Study of Stamps and Postal History

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In honor of the anniversary of the postage stamp in the United States, let’s study stamps and postal history. It’s easy to take for granted something as ordinary as a stamp.

The first Postmaster General

The United States didn’t just “form”. That time period is ripe with men and women who were essential to securing the future of America. You can hardly think of Revolutionary America without thinking of Benjamin Franklin. It may not surprise you, therefore, to discover Franklin as part of the history of the U.S postage stamp as well!

They appointed Franklin as the first Postmaster General during the Second Continental Congress. They held this before the signing of the Declaration of Independence. At this point in United States history, the Revolutionary War had already begun, and the colonies were headed to extinction.

Keeping communications secure and organized is extremely important. It was vital the mail was delivered as quickly as possible. Benjamin Franklin was an excellent choice for the job of Postmaster General. He had already served as deputy postmaster general under Britain’s Parliamentary Post for the 13 colonies since 1753!

Franklin’s Impact

During his time as deputy postmaster general, Franklin made many improvements to the postal system. He expanded mail delivery outside the boundaries of the colonies, and opened a department for letters that were undeliverable. Riders were traveling at night when the roads were less crowded. By 1757, he had surveyed the post roads and reorganized postal operations. This was a step that allowed smoother communication among the colonies. Each of these improvements was ultimately crucial to the Revolution.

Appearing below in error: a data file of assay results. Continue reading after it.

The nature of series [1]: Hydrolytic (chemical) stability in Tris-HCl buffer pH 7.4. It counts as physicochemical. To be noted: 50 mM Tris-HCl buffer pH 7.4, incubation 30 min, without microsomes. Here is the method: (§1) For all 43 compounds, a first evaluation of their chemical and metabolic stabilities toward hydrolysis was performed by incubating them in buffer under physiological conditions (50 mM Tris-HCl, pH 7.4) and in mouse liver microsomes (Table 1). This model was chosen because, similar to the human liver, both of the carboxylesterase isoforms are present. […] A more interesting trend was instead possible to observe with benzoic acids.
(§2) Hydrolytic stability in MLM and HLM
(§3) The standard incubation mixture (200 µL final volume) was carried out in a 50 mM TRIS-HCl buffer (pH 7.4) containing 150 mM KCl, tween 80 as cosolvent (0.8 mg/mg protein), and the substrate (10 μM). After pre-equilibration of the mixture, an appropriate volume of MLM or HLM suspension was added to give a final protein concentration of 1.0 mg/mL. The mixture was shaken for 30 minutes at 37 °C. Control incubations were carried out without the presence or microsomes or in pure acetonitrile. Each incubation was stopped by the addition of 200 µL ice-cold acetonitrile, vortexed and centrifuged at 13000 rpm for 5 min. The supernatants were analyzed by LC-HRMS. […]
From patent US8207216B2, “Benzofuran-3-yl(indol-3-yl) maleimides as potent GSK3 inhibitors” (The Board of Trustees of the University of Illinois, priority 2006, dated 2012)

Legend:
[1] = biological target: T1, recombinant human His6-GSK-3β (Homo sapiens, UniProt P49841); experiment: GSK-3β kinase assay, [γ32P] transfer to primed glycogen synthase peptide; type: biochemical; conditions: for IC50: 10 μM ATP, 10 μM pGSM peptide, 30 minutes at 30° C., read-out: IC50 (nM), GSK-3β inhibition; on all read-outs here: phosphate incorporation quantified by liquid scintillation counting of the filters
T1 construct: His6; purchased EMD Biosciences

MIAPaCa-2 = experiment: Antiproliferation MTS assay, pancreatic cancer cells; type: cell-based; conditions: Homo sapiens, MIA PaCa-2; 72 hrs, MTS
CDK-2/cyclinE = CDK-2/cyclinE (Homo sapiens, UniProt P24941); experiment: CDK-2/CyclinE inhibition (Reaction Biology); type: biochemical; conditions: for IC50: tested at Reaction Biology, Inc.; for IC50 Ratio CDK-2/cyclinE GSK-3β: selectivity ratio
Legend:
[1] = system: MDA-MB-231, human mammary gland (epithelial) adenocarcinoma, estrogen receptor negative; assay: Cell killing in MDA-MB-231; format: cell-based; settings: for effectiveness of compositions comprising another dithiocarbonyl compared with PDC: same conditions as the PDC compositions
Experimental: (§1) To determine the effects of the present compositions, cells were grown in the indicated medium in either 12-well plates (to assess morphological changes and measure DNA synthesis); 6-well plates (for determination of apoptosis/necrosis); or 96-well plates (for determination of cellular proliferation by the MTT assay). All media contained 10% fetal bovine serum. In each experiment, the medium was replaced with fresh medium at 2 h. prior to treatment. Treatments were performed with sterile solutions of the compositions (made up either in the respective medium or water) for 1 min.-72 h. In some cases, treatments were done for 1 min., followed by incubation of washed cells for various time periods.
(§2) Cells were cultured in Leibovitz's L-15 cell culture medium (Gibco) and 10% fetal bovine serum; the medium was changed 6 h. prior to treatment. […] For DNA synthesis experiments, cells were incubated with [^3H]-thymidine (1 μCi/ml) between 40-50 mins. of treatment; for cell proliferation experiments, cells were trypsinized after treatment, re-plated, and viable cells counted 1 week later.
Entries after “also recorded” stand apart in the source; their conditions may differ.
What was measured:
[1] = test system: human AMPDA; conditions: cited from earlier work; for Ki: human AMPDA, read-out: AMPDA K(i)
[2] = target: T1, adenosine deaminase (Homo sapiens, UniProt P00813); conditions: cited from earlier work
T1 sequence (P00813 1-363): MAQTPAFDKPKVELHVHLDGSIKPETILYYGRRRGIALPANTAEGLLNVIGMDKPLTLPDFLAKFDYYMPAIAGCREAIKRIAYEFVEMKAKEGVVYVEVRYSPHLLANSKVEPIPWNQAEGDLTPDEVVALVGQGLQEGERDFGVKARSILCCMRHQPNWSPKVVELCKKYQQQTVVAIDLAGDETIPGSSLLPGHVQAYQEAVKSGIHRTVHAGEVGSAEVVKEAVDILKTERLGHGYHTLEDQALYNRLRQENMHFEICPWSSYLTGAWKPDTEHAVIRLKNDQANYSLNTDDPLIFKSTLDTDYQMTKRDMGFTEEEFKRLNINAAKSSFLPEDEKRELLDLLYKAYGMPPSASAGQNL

Mr. Franklin kinda got fired when he became a loyalist to the colonies and leaked some private letters… ooops!

In 1775, when the Second Continental Congress was meeting and discussing the condition of the postal system, they knew they wanted Franklin BACK! They hired him as Postmaster General. He had the authority to employ a staff and establish as many new routes and connections as he saw fit!

Franklin served as Postmaster General to the United States for about a year. Afterwards, he went to France to serve as ambassador to the court of King Louis XVI.

From Post Office, to Post Office Department

Fast forward through the commercials and boring stuff to 1792 and the Postage Service Act. The Post office as we think of it, existed in that letters were being delivered. However, it wasn’t until 1792 that it was an official department of the government. The Post Office Department existed from 1792-1971.

The time is 1840 something and mail delivery in the United States works something like this: You bring your letter to the post office and have it sent. The person receiving the letter has to PAY if they want to know what the latest news is. This led to a LOT of undelivered mail. It turns out people were using secret codes on the outside of the letters. These codes allowed them to refuse delivery. Their messages were still getting through. The funny thing is that the letter went back and forth. The work was being done, and no money changed hands! It’s clear something had to change indeed!

So, when were postage stamps first used?

As the study of stamps and postal history continues you’ll discover the first prepaid stamp in the world! It was a 1 cent portrait of Queen Victoria issued in Great Britain in 1840. England set the stage for the United States to follow, and use prepaind postage.